Simple ways to boost your confidence as an insecure leader

Meryl Streep telling an employee off

I wanted the earth to open and swallow us whole. Or, failing that for an impromptu fire alarm to go off so the meeting would end immediately. I felt sorry for the consultants as my manager made another brutal comment about their work. The consultants couldn´t hide the deflation on their faces. I was sweating as my manager delivered feedback in a way that was so uncomfortable. There were some valid points, but the response was disproportionate to the offence. Instead of pointing out where work was unsatisfactory, they tried to crush the consultants with barbed comments, taking advantage of the fact that a paying client tends to have more power over a consultancy. In fact, their behaviour demonstrated insecurity and the futility of engaging in petty power politics. It didn’t lead to better outputs. It did lead to sub-standard delivery by the consultancy as for much of the time they were walking on eggshells.

There´s a good chance that you´ve been on the receiving end of a manager who acts like an autocrat and not a leader who demonstrates authentic confidence.

These types of leaders throw their weight around. Instead of finding ways to help their team make progress they prefer to sabotage or frustrate the efforts of their team. They tend to overcompensate or act over the top when it comes to demonstrating formal authority as they need to show they are in charge. This weakens the chance for constructive communication or improving performance in the long-term and it is debilitating for team and colleagues.

Poor behaviours include making cutting remarks, mind games, manipulation, withholding information, gossip, being argumentative, interrogating colleagues for no helpful reason, ignoring feedback from colleagues on their leadership style or changing the rules as they suit to do what they want.


Why very insecure leaders a nightmare from hell?

Angry boss pointing his finger


Why do some leaders behave in very insecure ways and inflict their insecurities on their team and colleagues? I believe it comes down to a few factors:

  • They worry about their basic ability to be an effective leader and feel out of their depth.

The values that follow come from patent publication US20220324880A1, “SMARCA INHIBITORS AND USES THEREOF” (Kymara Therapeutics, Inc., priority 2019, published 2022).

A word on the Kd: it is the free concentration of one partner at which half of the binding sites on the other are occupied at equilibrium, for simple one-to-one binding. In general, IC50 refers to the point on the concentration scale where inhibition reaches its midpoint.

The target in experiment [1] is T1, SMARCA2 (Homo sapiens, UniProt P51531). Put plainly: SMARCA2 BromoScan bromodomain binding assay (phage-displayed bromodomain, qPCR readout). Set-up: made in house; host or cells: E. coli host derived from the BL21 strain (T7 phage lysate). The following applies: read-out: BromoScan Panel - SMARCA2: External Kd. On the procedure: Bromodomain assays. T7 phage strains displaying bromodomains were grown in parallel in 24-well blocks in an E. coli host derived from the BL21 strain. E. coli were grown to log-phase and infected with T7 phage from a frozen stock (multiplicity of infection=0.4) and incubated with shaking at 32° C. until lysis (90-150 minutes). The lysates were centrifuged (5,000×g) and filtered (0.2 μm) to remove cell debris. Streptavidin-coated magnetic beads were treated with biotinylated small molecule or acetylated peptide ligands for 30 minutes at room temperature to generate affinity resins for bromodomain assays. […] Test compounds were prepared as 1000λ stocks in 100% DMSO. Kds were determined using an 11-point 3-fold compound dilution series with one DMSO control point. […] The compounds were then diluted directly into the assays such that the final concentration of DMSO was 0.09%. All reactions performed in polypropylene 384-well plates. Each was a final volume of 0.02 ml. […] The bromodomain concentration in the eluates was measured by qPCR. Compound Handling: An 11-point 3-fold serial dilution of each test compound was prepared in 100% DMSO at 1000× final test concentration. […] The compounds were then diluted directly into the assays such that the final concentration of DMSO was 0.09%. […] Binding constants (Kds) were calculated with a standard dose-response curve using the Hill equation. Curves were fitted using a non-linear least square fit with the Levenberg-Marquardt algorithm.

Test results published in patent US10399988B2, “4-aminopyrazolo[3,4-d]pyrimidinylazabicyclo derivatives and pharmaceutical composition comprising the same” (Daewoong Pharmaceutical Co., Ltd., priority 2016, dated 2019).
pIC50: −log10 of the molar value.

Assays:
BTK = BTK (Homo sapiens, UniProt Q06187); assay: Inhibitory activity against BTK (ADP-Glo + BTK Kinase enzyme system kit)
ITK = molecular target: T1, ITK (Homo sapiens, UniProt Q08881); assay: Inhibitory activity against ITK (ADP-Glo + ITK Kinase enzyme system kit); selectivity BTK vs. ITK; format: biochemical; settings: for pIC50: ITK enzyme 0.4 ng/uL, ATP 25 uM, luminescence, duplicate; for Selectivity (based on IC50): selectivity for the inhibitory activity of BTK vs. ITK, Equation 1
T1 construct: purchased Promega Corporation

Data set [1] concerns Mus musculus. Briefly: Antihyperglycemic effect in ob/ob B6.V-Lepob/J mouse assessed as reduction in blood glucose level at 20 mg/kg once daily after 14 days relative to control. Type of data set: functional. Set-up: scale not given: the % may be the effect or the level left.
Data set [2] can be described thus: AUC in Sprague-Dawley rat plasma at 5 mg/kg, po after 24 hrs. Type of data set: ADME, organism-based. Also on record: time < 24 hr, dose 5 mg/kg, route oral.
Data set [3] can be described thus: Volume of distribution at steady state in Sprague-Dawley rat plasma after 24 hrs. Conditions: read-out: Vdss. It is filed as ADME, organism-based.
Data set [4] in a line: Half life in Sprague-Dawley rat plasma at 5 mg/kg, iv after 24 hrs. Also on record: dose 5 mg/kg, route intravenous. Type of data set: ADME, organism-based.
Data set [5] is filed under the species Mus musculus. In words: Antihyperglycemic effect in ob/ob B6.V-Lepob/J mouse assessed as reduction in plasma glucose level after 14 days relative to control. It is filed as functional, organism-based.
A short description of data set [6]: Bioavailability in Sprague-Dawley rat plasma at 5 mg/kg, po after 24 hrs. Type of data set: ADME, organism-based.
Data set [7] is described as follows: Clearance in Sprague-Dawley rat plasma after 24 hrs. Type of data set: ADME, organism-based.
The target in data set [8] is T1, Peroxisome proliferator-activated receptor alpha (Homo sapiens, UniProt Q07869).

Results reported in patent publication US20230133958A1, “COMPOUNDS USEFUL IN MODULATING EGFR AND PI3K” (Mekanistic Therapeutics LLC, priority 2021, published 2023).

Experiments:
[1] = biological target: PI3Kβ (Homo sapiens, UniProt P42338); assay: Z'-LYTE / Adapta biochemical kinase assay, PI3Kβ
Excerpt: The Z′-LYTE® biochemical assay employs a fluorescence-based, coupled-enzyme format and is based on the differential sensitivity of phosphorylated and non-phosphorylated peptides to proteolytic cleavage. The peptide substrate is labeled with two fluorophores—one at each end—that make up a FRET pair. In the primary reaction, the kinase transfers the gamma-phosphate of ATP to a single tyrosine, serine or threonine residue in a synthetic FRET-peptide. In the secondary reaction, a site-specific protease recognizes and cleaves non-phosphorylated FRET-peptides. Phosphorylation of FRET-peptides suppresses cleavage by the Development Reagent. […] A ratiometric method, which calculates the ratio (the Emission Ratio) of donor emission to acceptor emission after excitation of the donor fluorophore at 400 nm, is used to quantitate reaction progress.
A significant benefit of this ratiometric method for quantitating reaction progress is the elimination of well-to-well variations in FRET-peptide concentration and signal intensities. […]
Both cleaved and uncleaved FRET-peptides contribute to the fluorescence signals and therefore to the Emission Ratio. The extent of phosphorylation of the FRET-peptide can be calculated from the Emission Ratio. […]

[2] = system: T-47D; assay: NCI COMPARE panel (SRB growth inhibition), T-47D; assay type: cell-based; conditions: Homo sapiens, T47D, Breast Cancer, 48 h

• They don’t feel they can control the team’s direction and fret that they can’t deliver objectives.
  • They think they need to know it all and if they show any doubt then others might think they are a pushover.
  • They mistake confidence for control working under the mistaken assumption that believing something makes it so.
  • They suffer from personal insecurities and act out the frustrations from their personal life in the office. Human, but out of order.
  • They don´t like making decisions because they will have to be accountable for them and they are not confident to take risks.
  • They are under a lot of pressure from seniors to succeed and apply pressure to the team instead of inspiration and direction.
  • They have been thrown into a leadership role before they are ready and don´t have the breathing space or support to learn quickly. What should be an opportunity to learn and serve becomes an oppressive experience, a hassle and magnifies personal insecurities.
  • Very occasionally, they are just not nice people.


The damage insecure leadership creates

Jaden Smith crying in the Karate Kid


We all get insecure as leaders. That´s ok. To be a good leader and realise your leadership potential it’s fundamental to get a handle on a lack of leadership confidence. I´d also say if your level of insecurity in your personal life is hurting the way you lead your team, you should tackle this as well. Your team may well be taking worries from office life to their home life due to your poor behaviour, which is not fair, healthy or right.